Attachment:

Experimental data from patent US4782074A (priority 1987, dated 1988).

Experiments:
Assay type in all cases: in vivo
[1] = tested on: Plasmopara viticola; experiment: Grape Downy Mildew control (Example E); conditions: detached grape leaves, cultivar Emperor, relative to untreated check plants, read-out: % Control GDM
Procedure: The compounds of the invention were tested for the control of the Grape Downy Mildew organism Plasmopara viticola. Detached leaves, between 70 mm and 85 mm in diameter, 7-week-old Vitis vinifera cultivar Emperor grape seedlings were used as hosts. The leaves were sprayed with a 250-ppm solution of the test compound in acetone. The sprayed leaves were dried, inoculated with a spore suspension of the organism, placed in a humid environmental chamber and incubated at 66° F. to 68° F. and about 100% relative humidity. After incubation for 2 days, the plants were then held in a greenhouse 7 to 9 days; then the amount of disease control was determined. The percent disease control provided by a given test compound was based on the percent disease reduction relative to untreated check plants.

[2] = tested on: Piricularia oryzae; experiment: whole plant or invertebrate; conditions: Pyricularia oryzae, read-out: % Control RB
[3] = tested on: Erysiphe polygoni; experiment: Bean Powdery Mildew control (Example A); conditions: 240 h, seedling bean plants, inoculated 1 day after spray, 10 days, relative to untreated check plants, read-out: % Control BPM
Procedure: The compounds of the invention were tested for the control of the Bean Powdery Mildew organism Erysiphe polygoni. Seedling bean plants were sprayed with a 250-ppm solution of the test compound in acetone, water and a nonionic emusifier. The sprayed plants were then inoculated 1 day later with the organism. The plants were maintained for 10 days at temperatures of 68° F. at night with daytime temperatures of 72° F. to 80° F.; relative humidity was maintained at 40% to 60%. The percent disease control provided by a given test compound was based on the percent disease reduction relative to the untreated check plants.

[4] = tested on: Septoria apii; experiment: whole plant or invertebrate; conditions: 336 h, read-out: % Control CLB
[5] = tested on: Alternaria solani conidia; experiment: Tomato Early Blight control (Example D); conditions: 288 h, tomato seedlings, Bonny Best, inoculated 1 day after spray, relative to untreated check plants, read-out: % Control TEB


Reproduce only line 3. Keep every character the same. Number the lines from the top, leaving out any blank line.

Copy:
Assay type in all cases: in vivo